I love showing my friends my favorite songs, so I was overjoyed when they knew this one. Driving down Woodward Avenue with the windows down, blasting “King For A Day” and singing along with my friends is the type of life 11-year-old me thought 21-year-old me would be living. I made it. Ten years later, the anthem for my loneliness became the soundtrack to my summer.


Gracie Oldenburg, “It Ain’t Over ‘Til It’s Over” by Lenny Kravitz

I’d like to give a huge shoutout to HBO’s Euphoria for helping me rediscover one of my childhood favorites and for giving me my song of the summer: “It Ain’t Over ‘Til It’s Over” by Lenny Kravitz. Although the episode featuring this song aired back in February, I listened and listened through both blizzards and heatwaves. In the episode, Kravitz’s falsetto and soulful guitar riff sets the scene perfectly as we watch the father of one of the main characters graduate from high school back in the ‘80s. As I watched and listened, I imagined how I’d be in that exact spot in just a few months. It was the first song I played after graduation as I drove home from my high school’s gymnasium, tassel moved to the left side. It dreamily played in the background of my conversations with my friends, blasted from my car speakers every time I had my windows down and was my anthem as I transitioned from high school senior to college freshman. It means so much to me, and I encourage you to give it a listen and find your own meaning in it too.


Mike Merucci, Editorial Assistant, “Passionfruit” by Drake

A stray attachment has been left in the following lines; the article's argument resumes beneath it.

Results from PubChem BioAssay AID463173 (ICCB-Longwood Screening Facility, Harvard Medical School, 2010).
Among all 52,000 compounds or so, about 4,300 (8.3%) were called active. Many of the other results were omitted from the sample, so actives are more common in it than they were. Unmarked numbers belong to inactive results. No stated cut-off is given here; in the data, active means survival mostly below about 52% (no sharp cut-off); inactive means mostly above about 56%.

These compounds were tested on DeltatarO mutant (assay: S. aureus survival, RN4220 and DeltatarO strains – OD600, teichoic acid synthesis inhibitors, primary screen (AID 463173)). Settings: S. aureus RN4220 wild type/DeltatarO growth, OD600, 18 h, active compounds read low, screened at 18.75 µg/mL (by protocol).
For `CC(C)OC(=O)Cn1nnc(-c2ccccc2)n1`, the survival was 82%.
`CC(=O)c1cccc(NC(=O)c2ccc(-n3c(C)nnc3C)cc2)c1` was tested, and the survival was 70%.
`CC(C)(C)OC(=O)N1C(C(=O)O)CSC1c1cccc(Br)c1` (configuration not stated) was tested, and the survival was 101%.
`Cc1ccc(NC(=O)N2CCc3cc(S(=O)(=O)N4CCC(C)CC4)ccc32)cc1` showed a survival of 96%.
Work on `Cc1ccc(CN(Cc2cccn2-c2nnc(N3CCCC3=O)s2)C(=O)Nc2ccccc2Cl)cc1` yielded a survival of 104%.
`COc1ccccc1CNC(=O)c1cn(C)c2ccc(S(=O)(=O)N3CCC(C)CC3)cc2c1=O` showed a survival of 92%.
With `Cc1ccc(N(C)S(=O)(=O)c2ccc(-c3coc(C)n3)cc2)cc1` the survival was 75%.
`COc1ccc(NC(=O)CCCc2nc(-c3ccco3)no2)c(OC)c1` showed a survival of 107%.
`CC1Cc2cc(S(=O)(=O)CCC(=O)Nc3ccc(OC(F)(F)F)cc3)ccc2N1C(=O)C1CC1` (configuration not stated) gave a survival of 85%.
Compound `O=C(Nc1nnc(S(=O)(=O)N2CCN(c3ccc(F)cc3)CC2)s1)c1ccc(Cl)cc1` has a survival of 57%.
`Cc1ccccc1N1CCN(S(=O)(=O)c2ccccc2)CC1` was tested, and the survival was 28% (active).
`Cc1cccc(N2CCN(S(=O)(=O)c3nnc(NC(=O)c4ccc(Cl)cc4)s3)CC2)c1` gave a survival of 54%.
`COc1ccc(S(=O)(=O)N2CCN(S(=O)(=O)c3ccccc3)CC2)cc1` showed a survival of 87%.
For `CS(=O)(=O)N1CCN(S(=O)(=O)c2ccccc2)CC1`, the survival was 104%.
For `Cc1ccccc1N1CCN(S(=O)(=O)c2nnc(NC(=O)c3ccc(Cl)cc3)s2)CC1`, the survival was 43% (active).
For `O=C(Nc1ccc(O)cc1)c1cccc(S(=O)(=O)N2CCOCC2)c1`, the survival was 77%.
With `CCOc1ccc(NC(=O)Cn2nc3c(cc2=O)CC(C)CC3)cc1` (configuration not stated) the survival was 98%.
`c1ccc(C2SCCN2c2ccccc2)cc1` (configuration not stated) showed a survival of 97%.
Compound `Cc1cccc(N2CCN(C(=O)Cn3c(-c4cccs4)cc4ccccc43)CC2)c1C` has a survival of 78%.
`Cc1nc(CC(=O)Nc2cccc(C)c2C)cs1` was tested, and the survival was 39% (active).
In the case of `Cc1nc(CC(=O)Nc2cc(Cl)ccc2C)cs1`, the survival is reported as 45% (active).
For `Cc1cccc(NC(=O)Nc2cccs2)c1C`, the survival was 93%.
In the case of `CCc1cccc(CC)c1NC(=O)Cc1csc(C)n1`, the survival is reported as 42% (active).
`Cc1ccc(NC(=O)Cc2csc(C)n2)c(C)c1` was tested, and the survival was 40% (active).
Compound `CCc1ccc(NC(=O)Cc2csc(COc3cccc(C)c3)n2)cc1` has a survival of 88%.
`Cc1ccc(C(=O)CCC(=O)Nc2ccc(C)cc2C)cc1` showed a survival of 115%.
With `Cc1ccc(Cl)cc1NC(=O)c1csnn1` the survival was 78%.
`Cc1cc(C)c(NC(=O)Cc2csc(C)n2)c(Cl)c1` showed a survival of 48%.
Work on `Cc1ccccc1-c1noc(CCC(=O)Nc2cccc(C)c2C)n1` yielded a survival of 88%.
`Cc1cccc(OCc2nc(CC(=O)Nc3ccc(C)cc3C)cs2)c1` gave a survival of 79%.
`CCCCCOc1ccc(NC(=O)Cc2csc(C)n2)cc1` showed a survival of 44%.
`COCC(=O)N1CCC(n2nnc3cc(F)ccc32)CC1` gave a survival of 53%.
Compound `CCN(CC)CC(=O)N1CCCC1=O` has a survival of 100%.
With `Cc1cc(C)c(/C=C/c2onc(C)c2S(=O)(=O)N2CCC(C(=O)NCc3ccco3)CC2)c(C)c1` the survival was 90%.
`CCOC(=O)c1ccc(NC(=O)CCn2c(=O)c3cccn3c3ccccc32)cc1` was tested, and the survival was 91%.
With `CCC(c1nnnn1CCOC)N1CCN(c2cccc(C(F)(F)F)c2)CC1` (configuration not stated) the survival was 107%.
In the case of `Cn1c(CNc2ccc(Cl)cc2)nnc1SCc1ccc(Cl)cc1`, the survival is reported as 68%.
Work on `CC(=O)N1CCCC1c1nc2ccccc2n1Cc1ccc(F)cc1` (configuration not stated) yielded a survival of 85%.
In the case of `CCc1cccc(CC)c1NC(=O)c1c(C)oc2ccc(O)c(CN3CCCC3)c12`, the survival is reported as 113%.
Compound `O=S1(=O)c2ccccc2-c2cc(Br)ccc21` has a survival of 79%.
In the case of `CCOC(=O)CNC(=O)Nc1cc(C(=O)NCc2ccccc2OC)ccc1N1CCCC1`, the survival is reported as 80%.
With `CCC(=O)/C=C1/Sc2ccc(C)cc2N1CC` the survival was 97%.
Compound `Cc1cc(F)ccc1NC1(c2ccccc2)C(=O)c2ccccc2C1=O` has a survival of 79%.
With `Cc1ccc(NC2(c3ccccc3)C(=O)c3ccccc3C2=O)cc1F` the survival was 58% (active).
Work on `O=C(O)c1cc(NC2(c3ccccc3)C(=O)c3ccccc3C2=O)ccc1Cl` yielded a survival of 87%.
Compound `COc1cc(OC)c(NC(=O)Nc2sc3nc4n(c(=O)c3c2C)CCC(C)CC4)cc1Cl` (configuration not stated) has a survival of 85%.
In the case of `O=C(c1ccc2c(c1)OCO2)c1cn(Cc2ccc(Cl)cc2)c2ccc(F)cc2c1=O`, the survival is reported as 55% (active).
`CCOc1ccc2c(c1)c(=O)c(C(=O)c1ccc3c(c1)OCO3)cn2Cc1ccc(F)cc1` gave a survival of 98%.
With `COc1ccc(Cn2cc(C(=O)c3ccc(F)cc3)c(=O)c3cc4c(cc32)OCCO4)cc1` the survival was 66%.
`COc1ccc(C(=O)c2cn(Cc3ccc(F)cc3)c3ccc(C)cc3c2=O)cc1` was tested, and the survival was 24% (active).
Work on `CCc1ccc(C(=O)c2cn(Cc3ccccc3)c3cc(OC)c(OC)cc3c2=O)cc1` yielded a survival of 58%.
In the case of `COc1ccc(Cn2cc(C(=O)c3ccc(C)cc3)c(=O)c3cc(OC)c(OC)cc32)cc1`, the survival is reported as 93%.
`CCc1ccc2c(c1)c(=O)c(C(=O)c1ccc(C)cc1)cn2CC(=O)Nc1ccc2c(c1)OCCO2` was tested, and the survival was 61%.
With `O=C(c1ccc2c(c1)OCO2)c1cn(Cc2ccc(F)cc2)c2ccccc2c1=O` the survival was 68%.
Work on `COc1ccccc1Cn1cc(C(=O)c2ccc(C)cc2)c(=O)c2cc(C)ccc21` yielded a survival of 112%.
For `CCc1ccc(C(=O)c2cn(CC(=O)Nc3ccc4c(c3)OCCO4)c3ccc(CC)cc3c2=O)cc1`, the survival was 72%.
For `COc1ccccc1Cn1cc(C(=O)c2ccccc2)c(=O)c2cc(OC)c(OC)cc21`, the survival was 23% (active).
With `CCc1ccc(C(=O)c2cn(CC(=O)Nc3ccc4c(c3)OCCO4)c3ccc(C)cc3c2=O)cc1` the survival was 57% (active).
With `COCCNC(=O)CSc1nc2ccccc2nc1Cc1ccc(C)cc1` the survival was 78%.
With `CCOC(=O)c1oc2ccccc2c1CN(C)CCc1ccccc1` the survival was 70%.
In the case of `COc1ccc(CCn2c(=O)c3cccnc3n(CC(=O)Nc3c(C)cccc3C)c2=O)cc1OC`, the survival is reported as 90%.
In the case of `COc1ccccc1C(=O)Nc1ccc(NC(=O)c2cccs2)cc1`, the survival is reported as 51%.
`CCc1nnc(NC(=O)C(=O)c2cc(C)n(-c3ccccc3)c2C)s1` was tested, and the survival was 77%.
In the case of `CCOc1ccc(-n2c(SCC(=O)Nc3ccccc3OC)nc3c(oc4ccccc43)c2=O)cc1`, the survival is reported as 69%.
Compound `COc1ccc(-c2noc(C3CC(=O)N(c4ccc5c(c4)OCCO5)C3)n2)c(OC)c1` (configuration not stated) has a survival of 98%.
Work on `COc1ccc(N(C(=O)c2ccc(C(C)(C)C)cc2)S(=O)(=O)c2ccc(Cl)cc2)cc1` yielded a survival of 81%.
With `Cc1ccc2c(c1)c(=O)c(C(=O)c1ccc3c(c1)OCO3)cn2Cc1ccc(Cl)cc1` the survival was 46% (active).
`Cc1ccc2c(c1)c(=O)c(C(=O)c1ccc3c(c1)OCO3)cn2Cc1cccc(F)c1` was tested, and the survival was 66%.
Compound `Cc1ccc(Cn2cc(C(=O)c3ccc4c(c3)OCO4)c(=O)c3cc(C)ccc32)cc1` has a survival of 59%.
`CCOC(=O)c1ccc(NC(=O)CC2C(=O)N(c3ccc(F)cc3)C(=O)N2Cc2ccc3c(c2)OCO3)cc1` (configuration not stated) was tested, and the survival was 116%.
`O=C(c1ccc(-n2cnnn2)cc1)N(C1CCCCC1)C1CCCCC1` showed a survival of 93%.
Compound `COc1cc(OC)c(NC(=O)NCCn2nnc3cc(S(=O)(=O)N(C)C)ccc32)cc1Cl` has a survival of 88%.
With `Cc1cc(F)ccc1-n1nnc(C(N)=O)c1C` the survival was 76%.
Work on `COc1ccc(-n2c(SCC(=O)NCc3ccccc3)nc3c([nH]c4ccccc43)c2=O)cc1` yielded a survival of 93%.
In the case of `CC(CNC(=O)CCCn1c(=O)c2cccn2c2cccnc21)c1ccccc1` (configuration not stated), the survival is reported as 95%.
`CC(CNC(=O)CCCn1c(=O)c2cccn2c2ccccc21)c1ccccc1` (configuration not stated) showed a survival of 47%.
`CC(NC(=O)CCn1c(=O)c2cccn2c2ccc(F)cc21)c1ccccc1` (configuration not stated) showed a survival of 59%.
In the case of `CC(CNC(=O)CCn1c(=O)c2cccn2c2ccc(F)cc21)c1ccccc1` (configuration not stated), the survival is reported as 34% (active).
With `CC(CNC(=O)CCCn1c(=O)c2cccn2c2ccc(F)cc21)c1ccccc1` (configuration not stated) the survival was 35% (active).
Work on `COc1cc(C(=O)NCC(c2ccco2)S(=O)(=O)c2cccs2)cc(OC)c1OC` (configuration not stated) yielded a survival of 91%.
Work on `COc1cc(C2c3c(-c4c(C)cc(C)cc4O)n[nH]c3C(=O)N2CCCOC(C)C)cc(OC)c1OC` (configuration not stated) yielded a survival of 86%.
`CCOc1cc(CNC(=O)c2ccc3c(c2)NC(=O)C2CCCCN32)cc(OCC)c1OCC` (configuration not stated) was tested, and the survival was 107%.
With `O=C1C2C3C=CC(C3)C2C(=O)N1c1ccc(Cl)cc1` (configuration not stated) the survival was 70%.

Well, this is a new one for me: I wouldn’t consider myself a Drake fan, but I’d be lying if I said this wasn’t a Drake summer. That doesn’t entail exactly what you might think, though: the Drake song of my choosing is “Passionfruit,” a gentle, slightly-melancholic megahit off 2017’s More Life. In the days following a surgery I had in the middle of summer, “Passionfruit” crept into my life, somehow never having touched my ears before. Over one billion streams on Spotify and I had never heard it. Or I simply let it fly from my memory. But in those weeks of being restricted to a recliner and hobbling around with a walker, “Passionfruit” had latched onto me and, for better or worse, had me dancing a little bit. As one should know, it’s not a good idea to be wiggling your hips when you can barely walk. But even when I wasn’t wiggling those hips, I was often sitting still in equal halves of relief and pain, letting this strange allure of “Passionfruit” wash over me. I suppose it completed those pink sunsets I could only partly see through my window; it helped me feel the wind again. And it was present as I made big steps in my life, all the while constrained to a single chair in a single room. Call me a Drake fan now, I suppose. Even as I drift away from memories of walkers and chronic pain, I still hold “Passionfruit” dear, replaying it and replaying it, almost always letting it run three or more times in a row. I feel that it’s odd to say, but “Passionfruit,” even under its blanket of longing and detachment, now sews rose-tinted threads through my everyday life. As I brush my teeth, take out the trash and step over the cracks of sidewalks, I can’t help but notice the intangible romance in it all.